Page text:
Urinary Tract Infections
Urinary tract infections (UTIs) are caused by bacteria—most often Escherichia coli. However, certain viruses, fungi, and parasites can also lead to infection. The infection can affect the lower and upper urinary tract, including the urethra, prostate (in males), bladder, ureter, and kidney. Due to the progression of the disease and human anatomy, symptoms present differently among the sexes as well as among age groups. It is important to understand how these factors, as well as others, impact the pathophysiology of UTIs. Advanced practice nurses must have this foundation in order to properly diagnose patients.
Review Chapter 30 in the Huether and McCance text. Identify the pathophysiology of lower and upper urinary tract infections. Consider the similarities and differences between the two types of infections.
Select two of the following patient factors: genetics, gender, ethnicity, age, or behavior. Reflect on how the factors you selected might impact the pathophysiology of the infections, as well as the diagnosis of and treatment for the infections.
By Day 3
Post a description of the pathophysiology of lower and upper urinary tract infections, including their similarities and differences. Then explain how the factors you selected might impact the pathophysiology of the infections, as well as the diagnosis of and treatment for the infections.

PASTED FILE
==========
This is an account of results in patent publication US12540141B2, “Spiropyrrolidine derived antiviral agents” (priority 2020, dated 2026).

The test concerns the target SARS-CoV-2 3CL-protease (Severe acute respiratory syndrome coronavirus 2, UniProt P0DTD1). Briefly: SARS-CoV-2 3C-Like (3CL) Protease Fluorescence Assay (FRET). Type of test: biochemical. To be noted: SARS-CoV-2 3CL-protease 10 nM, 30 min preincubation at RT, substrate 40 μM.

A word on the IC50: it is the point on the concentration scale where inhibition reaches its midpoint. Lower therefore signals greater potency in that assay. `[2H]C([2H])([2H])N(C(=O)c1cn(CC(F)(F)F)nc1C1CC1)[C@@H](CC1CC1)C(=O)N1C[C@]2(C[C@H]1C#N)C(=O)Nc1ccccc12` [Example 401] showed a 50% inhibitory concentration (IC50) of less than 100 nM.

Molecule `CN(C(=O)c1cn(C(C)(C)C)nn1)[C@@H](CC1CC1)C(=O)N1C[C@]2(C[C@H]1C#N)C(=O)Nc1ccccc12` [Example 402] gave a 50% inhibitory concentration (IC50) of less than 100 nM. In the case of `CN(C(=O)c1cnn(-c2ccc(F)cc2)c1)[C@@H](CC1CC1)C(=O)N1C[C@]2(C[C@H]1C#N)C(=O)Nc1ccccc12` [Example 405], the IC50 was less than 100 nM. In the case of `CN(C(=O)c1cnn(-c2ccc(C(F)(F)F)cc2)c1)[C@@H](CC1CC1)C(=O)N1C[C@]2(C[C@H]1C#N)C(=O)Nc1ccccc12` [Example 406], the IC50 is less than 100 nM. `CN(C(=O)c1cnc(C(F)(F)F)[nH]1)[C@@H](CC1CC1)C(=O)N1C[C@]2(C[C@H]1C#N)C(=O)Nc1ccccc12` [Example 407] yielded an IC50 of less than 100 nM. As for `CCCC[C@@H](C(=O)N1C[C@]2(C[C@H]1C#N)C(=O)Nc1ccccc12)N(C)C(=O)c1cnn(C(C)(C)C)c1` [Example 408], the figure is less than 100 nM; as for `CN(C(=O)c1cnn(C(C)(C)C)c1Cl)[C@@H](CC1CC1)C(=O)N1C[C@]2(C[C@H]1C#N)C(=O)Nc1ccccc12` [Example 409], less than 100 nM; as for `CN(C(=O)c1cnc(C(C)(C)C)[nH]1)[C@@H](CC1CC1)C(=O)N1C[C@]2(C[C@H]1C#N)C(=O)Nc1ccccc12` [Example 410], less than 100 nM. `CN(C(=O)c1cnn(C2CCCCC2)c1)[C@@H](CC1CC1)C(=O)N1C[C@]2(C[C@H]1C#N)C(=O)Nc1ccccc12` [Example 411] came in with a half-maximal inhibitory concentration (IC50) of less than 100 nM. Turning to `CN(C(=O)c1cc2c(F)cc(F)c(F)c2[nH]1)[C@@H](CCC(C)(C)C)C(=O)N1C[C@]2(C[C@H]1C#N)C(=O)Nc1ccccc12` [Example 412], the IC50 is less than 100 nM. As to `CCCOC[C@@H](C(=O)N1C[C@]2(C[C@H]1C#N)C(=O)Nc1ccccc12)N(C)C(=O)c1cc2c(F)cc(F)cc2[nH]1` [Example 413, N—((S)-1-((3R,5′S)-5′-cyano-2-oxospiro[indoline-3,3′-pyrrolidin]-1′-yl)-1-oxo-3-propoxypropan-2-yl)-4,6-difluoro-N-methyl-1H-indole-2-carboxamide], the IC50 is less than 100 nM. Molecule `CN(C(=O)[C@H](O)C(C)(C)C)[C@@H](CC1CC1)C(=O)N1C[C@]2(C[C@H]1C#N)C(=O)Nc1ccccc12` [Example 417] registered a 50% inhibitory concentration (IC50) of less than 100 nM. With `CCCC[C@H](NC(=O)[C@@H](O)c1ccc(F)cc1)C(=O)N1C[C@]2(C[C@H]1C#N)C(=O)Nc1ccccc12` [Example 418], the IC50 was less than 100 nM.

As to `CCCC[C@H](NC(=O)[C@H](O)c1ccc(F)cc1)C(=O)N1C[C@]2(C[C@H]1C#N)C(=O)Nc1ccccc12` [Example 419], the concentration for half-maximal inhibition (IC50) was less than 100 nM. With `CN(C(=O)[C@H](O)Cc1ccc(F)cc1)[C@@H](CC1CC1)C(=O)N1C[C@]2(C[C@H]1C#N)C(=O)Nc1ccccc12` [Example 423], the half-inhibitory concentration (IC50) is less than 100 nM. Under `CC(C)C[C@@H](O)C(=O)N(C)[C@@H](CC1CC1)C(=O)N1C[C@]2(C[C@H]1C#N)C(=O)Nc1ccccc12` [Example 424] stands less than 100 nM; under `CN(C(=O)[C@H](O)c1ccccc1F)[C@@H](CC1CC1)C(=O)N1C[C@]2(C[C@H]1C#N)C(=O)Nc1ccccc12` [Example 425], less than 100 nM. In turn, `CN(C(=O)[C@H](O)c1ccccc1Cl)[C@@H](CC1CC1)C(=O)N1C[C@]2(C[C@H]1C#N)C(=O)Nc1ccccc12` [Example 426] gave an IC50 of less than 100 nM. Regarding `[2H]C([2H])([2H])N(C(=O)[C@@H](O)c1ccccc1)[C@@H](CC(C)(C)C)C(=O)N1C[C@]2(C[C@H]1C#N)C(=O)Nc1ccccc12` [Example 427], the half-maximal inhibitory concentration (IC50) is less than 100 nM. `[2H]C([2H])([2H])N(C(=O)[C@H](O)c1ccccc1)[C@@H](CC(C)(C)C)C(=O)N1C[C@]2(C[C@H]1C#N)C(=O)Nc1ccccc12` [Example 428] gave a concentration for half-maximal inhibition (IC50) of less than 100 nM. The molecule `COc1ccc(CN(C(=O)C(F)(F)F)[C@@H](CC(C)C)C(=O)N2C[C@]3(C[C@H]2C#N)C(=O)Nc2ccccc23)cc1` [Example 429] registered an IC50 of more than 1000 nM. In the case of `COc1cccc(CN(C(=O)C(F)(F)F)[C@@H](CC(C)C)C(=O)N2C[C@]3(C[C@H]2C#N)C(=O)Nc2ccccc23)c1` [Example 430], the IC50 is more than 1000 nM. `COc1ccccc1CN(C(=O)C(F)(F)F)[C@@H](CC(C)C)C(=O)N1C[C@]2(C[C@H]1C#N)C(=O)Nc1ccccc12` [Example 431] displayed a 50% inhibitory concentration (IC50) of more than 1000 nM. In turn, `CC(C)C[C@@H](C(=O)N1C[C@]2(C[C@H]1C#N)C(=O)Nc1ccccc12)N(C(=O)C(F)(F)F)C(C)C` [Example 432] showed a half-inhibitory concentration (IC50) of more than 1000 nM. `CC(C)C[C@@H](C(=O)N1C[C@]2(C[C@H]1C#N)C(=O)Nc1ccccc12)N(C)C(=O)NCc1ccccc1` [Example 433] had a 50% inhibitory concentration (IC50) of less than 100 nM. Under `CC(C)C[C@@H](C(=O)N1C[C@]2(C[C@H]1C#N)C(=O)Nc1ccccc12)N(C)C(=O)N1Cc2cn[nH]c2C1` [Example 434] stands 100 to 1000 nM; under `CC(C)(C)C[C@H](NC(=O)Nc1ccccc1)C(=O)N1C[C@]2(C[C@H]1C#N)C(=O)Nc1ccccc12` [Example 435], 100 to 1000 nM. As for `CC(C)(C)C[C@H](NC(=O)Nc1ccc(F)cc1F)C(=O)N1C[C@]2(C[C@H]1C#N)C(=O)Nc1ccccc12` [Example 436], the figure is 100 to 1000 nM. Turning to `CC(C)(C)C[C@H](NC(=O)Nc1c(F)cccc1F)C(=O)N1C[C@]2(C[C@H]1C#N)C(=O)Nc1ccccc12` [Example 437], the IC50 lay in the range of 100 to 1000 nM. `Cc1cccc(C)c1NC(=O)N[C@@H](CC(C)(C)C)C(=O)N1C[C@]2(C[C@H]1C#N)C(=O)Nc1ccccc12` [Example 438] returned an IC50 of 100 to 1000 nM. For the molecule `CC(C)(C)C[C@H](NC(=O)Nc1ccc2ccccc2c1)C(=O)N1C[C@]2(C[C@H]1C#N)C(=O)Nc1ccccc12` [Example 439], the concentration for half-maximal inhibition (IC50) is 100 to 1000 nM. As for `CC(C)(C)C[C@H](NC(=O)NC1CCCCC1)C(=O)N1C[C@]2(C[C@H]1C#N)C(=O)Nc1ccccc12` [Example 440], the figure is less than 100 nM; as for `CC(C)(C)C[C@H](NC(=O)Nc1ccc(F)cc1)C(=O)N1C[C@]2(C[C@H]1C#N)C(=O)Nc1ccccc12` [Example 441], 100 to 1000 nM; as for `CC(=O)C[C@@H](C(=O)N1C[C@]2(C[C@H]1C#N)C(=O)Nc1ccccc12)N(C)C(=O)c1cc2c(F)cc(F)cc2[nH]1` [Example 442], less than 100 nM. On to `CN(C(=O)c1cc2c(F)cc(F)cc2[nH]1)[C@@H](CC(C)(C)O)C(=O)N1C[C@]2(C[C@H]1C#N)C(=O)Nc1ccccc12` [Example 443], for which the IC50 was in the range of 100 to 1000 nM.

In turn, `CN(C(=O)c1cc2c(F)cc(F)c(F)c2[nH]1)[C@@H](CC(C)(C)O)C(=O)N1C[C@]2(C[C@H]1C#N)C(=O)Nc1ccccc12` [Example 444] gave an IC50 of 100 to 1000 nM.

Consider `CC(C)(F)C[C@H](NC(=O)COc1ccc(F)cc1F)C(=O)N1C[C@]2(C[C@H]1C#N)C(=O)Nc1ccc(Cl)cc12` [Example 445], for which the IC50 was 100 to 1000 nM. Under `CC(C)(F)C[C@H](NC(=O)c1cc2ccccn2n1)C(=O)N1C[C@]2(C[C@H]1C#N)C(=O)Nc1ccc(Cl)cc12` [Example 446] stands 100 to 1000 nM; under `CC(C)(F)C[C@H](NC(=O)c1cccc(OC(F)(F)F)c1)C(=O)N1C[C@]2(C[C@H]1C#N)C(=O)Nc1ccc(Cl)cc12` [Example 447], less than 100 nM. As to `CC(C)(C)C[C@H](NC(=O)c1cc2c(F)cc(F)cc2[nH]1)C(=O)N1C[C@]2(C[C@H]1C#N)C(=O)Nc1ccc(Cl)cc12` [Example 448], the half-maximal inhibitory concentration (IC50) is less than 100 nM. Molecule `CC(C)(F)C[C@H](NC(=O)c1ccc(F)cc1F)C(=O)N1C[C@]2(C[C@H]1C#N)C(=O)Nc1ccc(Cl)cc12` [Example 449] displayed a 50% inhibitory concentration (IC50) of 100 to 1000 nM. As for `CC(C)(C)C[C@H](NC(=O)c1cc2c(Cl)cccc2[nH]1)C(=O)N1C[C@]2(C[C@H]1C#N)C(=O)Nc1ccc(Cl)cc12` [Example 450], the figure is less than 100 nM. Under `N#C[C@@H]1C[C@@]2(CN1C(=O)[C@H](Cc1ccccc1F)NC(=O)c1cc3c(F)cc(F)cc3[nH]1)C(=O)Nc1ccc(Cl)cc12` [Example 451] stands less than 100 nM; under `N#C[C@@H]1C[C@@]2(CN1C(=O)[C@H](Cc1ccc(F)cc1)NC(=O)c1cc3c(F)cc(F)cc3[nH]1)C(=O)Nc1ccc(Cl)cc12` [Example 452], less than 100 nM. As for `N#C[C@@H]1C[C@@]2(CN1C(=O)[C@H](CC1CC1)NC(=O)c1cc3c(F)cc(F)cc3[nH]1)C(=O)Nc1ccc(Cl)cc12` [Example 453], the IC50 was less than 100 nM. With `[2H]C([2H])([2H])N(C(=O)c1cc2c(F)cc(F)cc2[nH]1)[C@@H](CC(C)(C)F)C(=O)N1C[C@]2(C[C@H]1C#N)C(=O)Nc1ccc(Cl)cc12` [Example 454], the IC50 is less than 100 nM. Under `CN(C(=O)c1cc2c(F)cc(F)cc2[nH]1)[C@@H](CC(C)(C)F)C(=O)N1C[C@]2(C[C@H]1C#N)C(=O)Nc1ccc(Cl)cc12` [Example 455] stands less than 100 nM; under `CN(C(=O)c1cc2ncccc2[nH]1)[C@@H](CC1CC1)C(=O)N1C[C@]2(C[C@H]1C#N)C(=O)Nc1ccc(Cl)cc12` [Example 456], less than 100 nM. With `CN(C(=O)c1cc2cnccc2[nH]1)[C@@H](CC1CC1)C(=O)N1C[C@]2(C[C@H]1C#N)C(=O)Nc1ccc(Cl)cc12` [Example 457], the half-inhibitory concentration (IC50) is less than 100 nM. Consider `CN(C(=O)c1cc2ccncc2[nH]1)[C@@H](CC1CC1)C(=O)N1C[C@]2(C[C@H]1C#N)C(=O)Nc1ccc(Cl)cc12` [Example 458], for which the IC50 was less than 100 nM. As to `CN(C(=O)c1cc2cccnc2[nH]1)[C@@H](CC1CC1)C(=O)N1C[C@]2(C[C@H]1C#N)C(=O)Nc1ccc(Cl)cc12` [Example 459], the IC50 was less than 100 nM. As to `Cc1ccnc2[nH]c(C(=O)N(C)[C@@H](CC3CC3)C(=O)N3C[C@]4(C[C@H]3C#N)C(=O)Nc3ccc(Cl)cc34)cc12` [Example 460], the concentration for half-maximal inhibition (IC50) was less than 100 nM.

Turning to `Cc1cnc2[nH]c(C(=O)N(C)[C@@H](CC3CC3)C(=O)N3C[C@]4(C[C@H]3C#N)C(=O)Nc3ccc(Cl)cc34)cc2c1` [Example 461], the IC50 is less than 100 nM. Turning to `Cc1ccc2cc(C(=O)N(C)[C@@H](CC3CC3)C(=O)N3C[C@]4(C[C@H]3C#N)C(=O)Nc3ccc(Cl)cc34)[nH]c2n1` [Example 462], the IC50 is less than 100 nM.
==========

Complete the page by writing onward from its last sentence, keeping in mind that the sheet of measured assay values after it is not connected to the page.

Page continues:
The end of the 15th century marked the blossoming of educational institutions and humanistic studies in England. Drawing from the ideas of Lauwerys et al., such a period represented rapid transformation from the medieval tradition to the period of the Renaissance. With the ushering in of the new century, therefore, the humanists produced texts for the study of the Classical languages besides starting a new grammar school type. Some of the prominent humanist scholars of the period include John Colet, Thomas More, William Lily, and Thomas Linacre. These authors prepared excellent texts on the language syntax, parts of speech, and the structure of language, mostly Latin. On the part of Androne, he considers the Protestant Reformation of the 16th century a significant factor in the intellectual and education transformation. The Reformation played a role in deeply changing not only doctrinal, ritualistic, and leadership aspects of the Church but also the political and socio-cultural aspects of society. Nebiolo emphasizes the contribution of the Reformation wars to the intellectual advancement in medicine as he highlights how the improvement of weapons in the battlefield demanded better approaches to treat wounds. And as the education continue develops, as I will analyze in the rest of the paper, the intellectual and education has changed dramatically. The 16th century to the 17th century was marked by the shift from religious pedagogy to the focus on science and math. Back to the end of 15th Century, Lauwerys et al. single out the critical role of Colet in English education as the dean of St. Paul’s Cathedral. In his position, Colet founded the St. Paul’s School that favored the introduction of humanism as well as transforming the old ecclesiastical medieval schools in England. Having traveled to Italy and France a great deal, Colet desired to introduce the fascinating humanistic culture thus going ahead to start a grammar school in 1510. The school was open to approximately 150 scholars who had completed elementary school as well as having an aptitude for study. The school became a lively English humanism center courtesy of the energy and personality of Colet. Besides Colet, Lauwerys et al. also underline the critical role of More, a statesman and distinguished humanist. His interest was in pedagogy hence dedicating part of his Utopia (1516)’s work to it. More was a strong proponent of the Greek language and its new instruction representation in the battle against medieval tradition that was deeply rooted. Lauwerys et al. continue the arguments by asserting the development of new social and political systems in the European countries that had broken away from the Roman Catholic Church in the 16th century. The proposition made is that the newly found countries exhibited the crucial characteristic of the significance of the state in organizing the educational system. Thus, European humanism and the Reformation influenced one another where bo>GET ANSWER